The Fast Track to Injury: 8 Running Mistakes to Avoid – Part 1

Running is one of the best ways to be active, feel better and stay fit. However, for all the wonders that running can bring, it can also be a quick gateway for injuries if mistakes are made. At Total Pain Care, we care about your health and know how frustrating being sidelined by injuries can be. With the following information, you’ll learn what the 8 most common running mistakes are and how to avoid them.

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Ill-Fitting Shoes

Injuries will be frequent if your running shoes are either too old or inadequate for your type of running workout. Running specialty stores can be the best place to get information about the shoe you’ll be needing. Once they’ve determined which shoe is perfect for you, remember to replace them every 300 to 350 miles. Rotating your shoes with a second pair halfway into their life cycle will also allow them to decompress and dry out.

Overdoing It

Enthusiasm when it comes to running is good unless it paves the way to injuries. Many new runners feel the urge to run more than their bodies can handle. This can often lead to overuse injuries such as shin splints, runner’s knee or ITB syndrome. To prevent this, gradually increase your running mileage, keep any aches or pains under close watch and take at least one rest day per week.

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Big Strides

Many runners assume bigger strides means improved speed and efficiency, but this is far from true. Overstriding is one of the most common running form mistakes due to the heel landing on the ground first. Improve your form by landing mid-sole with your foot under your body. Keeping a short arm swing and stepping lightly is vital in keeping a short and safe stride.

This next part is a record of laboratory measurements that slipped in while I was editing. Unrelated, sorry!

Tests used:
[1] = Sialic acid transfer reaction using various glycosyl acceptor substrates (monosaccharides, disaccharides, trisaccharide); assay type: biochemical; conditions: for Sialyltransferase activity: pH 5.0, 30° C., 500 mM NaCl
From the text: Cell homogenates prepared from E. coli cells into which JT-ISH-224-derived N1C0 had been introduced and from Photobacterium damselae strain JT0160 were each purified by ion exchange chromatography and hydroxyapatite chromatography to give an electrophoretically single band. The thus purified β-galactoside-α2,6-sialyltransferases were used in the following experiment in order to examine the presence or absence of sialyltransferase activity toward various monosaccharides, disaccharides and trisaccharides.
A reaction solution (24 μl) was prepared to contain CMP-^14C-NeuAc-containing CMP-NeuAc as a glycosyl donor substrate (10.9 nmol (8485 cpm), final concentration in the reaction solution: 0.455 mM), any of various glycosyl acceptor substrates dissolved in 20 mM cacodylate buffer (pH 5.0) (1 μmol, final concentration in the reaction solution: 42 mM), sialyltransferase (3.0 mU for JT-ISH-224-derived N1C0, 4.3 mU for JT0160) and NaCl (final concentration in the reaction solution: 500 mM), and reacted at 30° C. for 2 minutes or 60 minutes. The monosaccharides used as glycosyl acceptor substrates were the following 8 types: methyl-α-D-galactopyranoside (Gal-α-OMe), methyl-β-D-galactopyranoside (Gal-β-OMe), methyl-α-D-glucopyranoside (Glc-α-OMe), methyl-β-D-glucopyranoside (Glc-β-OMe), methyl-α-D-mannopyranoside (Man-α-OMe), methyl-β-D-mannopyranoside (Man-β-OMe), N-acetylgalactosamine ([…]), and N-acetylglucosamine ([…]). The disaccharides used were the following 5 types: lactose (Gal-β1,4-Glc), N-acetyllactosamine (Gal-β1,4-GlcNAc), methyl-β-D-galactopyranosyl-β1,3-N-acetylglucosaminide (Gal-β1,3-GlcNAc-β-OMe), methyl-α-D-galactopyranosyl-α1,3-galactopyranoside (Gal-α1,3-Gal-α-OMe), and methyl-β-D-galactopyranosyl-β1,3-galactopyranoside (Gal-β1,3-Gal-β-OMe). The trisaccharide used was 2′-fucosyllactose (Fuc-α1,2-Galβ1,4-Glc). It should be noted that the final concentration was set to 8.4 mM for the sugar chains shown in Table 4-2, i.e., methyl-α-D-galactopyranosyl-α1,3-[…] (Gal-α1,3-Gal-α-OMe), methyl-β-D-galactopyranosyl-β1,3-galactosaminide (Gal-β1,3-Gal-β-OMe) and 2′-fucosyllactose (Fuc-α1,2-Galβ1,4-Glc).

Poor Upper Body Form

Swinging your arms side-to-side makes you slouch and causes poor breathing efficiency. Beginners additionally tend to hold their hands up at chest level as they get tired, even though this causes more exhaustion. Arms at a 90-degree angle and hands at waist level is the right form to have. Avoid slouching by keeping your head up, chest forward and back straight.

No More Pain

If you have recently experienced pain attributed to your running, know that the pain-management specialists of Total Pain Care can help. We’ll evaluate your injury for the treatment your body needs. Take the first step towards a pain-free life with Total Pain Care in New Jersey.

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  1. Ronald Amaya, PA-C is a Physician Assistant. He attended Weill Cornell Medical College and received his physician assistant degree in NYC. He has 18 years of experience in cardiothoracic surgery and over 8 years in pain management. Dr. Amaya is NCCPA board-certified in medicine and surgery.

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  2. Paulette Scott, MD is a pain management specialist. Dr. Scott is also the pain management representative at East Boston Neighborhood Health Center, Boston. She fulfilled her physical medicine and rehabilitation residency at Long Island Jewish Medical Center and completed her fellowship in pain management at Harvard Square Clinic. Dr. Scott is board-certified in physical medicine, rehabilitation, and pain management.

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  3. Andrew D. Bunn, MD is a pain management specialist. Dr. Bunn also serves as the co-director of East Boston Neighborhood Health Center, as well as the Program Director for Lahey Hospital & Medical Center and Newborn Services | MassGeneral Hospital for Children. After earning his medical degree from Drexel University College of Medicine, he completed his anesthesia residency at Perelman School of Medicine at the University of Pennsylvania where he also completed his fellowship in pain management. He is board-certified in both anesthesiology and pain management.

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